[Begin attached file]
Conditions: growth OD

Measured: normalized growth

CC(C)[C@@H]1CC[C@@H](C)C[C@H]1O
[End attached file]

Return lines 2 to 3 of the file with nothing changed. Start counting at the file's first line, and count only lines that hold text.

Measured: normalized growth

CC(C)[C@@H]1CC[C@@H](C)C[C@H]1O